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If there's one thing that hurts The Great Ace Attorney Chronicles' storytelling, it's in the reliance on locked door mysteries, a staple of whodunnits no matter if solved by Herlock Sholmes, Percule Hoirot, or other public domain investigator. In most of Ryunosuke's battles as a defense attorney, the premise seems airtight: an innocent victim is murdered in such a way that the defendant brought to trial could be the only such culprit. As Ryunosuke quickly learns, even the most damning of prosecutors might not have the perfect case and with enough Objections and deductions, a path will slowly reveal itself to the truth. After all, once you eliminate the impossible, whatever remains, no matter how improbable, must be the truth.

In previous Ace Attorney titles, the game would spend equal amounts of time between defending a client in the midst of heated courtroom battles and investigating various crime scenes and locales to uncover crucial pieces of evidence. The Great Ace Attorney Chronicles eschews these conventions in ways that make the rudimentary formula feel fresh in each distinctive case. After learning the ropes, Ryunosuke's second case doesn't even see the inside of a courtroom, let alone a trial by a jury of his peers. In cases such as this, the entirety plays out with the investigation phase and uncovering clues behind a speckled band and convincing a crew of seamen that a young stowaway isn't the culprit of a heinous murder.

In another, a court case opens up mere moments after Ryunosuke makes his way to Great Britain. Without ever having set foot outside the courtroom, all of the crucial witnesses and evidence will come by way of the official Court Record and uncovering mysteries from within the courtroom itself. In these ways, the basic formula of each of the Ace Attorney courtroom showdowns feels unique from one another. And without more than a namesake between a few key characters, this collection of a Meiji-era predecessor is well-deserving of being played without ever having set foot in a Japanese (or Los Angeles) courtroom before.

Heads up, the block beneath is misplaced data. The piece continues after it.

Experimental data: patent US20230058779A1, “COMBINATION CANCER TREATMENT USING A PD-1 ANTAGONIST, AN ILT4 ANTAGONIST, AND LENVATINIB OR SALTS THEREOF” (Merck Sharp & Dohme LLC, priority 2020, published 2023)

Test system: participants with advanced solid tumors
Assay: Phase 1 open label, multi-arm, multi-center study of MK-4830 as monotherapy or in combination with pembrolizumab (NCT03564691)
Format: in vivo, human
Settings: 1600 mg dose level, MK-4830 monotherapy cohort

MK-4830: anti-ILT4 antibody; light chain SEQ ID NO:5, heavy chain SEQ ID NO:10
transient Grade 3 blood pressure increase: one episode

By the end all ten cases come to a dramatic close, young locum esquire Ryunosuke Naruhodo will have defended a great number of poor unfortunate souls that would have otherwise been destined for the gallows. Each case becomes more dramatic than the last and the simple act of playing defense attorney for an innocent patsy becomes a near addiction as the story keeps the player's attention in an iron grip. It's been years since the last Phoenix Wright title was localized for a Western audience and that absence has only made my interest in The Great Ace Attorney Chronicles grow to the size of a Baskerville hound. For those that hung on every word of Phoenix Wright's objections, the wait has been well worth it to play this turnabout prequel.

Reviewed on PlayStation 5 (back-compatibility); code provided by the publisher.

Products mentioned in this post

The Great Ace Attorney Chronicles
The Great Ace Attorney Chronicles
USD 39.99

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9

A long lost tale of courtroom heroics and tribulations, The Great Ace Attorney Chronicles is finally available in English for the first time and well worth the six years long wait.

Pros

  • Less Payne, more Auchi
  • Ten cases of intrigue and mystery
  • Multiple attempts to break free from the structured formula of investigations and courtroom battles from previous games
  • Small collection of art book samples, music player and eight additional escapades available at any time
  • Standalone without having ever played a previous Phoenix Wright game
  • Great Deductions, jury battles, and other new mechanics keep each court case feeling fresh

Cons

  • Limited voice acting beyond the introductory monologues by Dr. John S WIlson and various courtroom exclamations
  • An unhealthy addiction to locked door murder mysteries
  • Failing a battle of wits because you know the solution too early and haven't asked the right basic questions
  • Herlock Sholmes will never not be a silly attempt to evade Sir Arthur Conan Doyle's estate